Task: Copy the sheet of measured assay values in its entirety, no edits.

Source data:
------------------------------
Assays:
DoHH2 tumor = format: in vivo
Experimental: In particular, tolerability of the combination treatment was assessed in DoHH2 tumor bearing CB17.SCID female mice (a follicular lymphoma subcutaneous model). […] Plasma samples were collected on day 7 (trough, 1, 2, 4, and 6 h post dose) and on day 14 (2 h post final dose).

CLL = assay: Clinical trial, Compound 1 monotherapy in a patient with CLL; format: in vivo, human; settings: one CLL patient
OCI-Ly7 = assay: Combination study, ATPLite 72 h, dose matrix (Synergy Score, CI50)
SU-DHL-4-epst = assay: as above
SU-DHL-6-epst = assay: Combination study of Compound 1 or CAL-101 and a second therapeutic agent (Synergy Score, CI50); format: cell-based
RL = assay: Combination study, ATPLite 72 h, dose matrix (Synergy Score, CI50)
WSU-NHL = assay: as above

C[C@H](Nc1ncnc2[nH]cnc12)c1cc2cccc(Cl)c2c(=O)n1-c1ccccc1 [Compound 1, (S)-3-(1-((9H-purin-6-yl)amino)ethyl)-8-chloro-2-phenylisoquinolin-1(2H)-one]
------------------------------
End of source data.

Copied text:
Assays:
DoHH2 tumor = format: in vivo
Experimental: In particular, tolerability of the combination treatment was assessed in DoHH2 tumor bearing CB17.SCID female mice (a follicular lymphoma subcutaneous model). […] Plasma samples were collected on day 7 (trough, 1, 2, 4, and 6 h post dose) and on day 14 (2 h post final dose).

CLL = assay: Clinical trial, Compound 1 monotherapy in a patient with CLL; format: in vivo, human; settings: one CLL patient
OCI-Ly7 = assay: Combination study, ATPLite 72 h, dose matrix (Synergy Score, CI50)
SU-DHL-4-epst = assay: as above
SU-DHL-6-epst = assay: Combination study of Compound 1 or CAL-101 and a second therapeutic agent (Synergy Score, CI50); format: cell-based
RL = assay: Combination study, ATPLite 72 h, dose matrix (Synergy Score, CI50)
WSU-NHL = assay: as above

C[C@H](Nc1ncnc2[nH]cnc12)c1cc2cccc(Cl)c2c(=O)n1-c1ccccc1 [Compound 1, (S)-3-(1-((9H-purin-6-yl)amino)ethyl)-8-chloro-2-phenylisoquinolin-1(2H)-one]